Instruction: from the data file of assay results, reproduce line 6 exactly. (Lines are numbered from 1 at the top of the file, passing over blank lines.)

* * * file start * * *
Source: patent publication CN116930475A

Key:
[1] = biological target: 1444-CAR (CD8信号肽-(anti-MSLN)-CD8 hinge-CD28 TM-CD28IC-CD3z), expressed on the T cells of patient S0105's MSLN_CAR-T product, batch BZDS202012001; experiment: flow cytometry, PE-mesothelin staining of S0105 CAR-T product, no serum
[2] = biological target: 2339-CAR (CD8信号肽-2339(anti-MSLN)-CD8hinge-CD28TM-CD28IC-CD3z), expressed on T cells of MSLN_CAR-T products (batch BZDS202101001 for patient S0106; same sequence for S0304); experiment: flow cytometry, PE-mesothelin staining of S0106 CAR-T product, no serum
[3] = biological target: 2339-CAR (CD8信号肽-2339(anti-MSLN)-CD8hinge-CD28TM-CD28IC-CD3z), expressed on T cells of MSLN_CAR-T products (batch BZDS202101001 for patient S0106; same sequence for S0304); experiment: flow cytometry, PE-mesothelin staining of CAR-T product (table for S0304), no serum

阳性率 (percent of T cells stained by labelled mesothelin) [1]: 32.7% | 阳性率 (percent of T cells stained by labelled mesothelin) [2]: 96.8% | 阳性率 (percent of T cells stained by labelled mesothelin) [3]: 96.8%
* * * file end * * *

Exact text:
阳性率 (percent of T cells stained by labelled mesothelin) [1]: 32.7% | 阳性率 (percent of T cells stained by labelled mesothelin) [2]: 96.8% | 阳性率 (percent of T cells stained by labelled mesothelin) [3]: 96.8%